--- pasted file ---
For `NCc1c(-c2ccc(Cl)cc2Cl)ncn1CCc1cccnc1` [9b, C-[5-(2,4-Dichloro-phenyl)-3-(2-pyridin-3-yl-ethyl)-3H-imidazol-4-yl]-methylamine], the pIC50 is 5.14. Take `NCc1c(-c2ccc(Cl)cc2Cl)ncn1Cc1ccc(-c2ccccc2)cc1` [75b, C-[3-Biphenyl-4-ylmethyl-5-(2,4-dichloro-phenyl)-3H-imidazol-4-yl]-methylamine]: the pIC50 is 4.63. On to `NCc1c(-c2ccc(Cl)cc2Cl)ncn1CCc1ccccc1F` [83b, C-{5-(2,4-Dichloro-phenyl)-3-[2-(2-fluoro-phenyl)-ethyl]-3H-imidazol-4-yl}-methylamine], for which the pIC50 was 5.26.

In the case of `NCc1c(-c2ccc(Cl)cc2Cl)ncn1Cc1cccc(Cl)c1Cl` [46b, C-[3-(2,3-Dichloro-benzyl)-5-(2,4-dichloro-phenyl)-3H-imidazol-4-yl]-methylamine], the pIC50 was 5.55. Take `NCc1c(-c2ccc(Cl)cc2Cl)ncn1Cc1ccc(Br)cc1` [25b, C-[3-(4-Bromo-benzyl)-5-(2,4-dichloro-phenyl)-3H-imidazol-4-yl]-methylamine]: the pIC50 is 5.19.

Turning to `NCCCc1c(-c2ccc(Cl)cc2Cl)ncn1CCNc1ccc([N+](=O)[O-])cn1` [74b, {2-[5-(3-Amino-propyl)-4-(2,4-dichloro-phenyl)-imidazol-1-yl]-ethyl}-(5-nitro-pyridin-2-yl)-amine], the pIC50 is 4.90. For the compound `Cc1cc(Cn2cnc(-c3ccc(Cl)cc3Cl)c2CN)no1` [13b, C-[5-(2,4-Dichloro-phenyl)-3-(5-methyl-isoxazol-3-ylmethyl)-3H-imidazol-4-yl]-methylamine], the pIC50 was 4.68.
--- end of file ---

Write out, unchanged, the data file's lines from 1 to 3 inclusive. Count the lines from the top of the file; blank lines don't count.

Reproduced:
For `NCc1c(-c2ccc(Cl)cc2Cl)ncn1CCc1cccnc1` [9b, C-[5-(2,4-Dichloro-phenyl)-3-(2-pyridin-3-yl-ethyl)-3H-imidazol-4-yl]-methylamine], the pIC50 is 5.14. Take `NCc1c(-c2ccc(Cl)cc2Cl)ncn1Cc1ccc(-c2ccccc2)cc1` [75b, C-[3-Biphenyl-4-ylmethyl-5-(2,4-dichloro-phenyl)-3H-imidazol-4-yl]-methylamine]: the pIC50 is 4.63. On to `NCc1c(-c2ccc(Cl)cc2Cl)ncn1CCc1ccccc1F` [83b, C-{5-(2,4-Dichloro-phenyl)-3-[2-(2-fluoro-phenyl)-ethyl]-3H-imidazol-4-yl}-methylamine], for which the pIC50 was 5.26.

In the case of `NCc1c(-c2ccc(Cl)cc2Cl)ncn1Cc1cccc(Cl)c1Cl` [46b, C-[3-(2,3-Dichloro-benzyl)-5-(2,4-dichloro-phenyl)-3H-imidazol-4-yl]-methylamine], the pIC50 was 5.55. Take `NCc1c(-c2ccc(Cl)cc2Cl)ncn1Cc1ccc(Br)cc1` [25b, C-[3-(4-Bromo-benzyl)-5-(2,4-dichloro-phenyl)-3H-imidazol-4-yl]-methylamine]: the pIC50 is 5.19.

Turning to `NCCCc1c(-c2ccc(Cl)cc2Cl)ncn1CCNc1ccc([N+](=O)[O-])cn1` [74b, {2-[5-(3-Amino-propyl)-4-(2,4-dichloro-phenyl)-imidazol-1-yl]-ethyl}-(5-nitro-pyridin-2-yl)-amine], the pIC50 is 4.90. For the compound `Cc1cc(Cn2cnc(-c3ccc(Cl)cc3Cl)c2CN)no1` [13b, C-[5-(2,4-Dichloro-phenyl)-3-(5-methyl-isoxazol-3-ylmethyl)-3H-imidazol-4-yl]-methylamine], the pIC50 was 4.68.